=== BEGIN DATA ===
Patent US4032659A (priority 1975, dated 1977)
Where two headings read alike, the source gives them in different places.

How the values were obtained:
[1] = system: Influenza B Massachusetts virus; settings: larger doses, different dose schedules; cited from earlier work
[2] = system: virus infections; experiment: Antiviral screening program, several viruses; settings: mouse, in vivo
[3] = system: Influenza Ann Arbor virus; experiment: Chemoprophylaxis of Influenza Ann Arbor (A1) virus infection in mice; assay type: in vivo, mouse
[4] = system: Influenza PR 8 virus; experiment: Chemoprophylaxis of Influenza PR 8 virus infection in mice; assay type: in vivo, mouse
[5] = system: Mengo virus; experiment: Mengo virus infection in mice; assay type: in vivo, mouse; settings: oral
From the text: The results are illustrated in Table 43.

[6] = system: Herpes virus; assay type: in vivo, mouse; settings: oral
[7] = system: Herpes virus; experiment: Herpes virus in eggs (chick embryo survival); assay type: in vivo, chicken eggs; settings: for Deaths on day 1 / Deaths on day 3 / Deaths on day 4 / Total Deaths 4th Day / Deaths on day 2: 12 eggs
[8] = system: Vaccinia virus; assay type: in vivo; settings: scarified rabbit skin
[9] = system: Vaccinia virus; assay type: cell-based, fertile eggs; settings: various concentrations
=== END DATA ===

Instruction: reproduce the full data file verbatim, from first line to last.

Patent US4032659A (priority 1975, dated 1977)
Where two headings read alike, the source gives them in different places.

How the values were obtained:
[1] = system: Influenza B Massachusetts virus; settings: larger doses, different dose schedules; cited from earlier work
[2] = system: virus infections; experiment: Antiviral screening program, several viruses; settings: mouse, in vivo
[3] = system: Influenza Ann Arbor virus; experiment: Chemoprophylaxis of Influenza Ann Arbor (A1) virus infection in mice; assay type: in vivo, mouse
[4] = system: Influenza PR 8 virus; experiment: Chemoprophylaxis of Influenza PR 8 virus infection in mice; assay type: in vivo, mouse
[5] = system: Mengo virus; experiment: Mengo virus infection in mice; assay type: in vivo, mouse; settings: oral
From the text: The results are illustrated in Table 43.

[6] = system: Herpes virus; assay type: in vivo, mouse; settings: oral
[7] = system: Herpes virus; experiment: Herpes virus in eggs (chick embryo survival); assay type: in vivo, chicken eggs; settings: for Deaths on day 1 / Deaths on day 3 / Deaths on day 4 / Total Deaths 4th Day / Deaths on day 2: 12 eggs
[8] = system: Vaccinia virus; assay type: in vivo; settings: scarified rabbit skin
[9] = system: Vaccinia virus; assay type: cell-based, fertile eggs; settings: various concentrations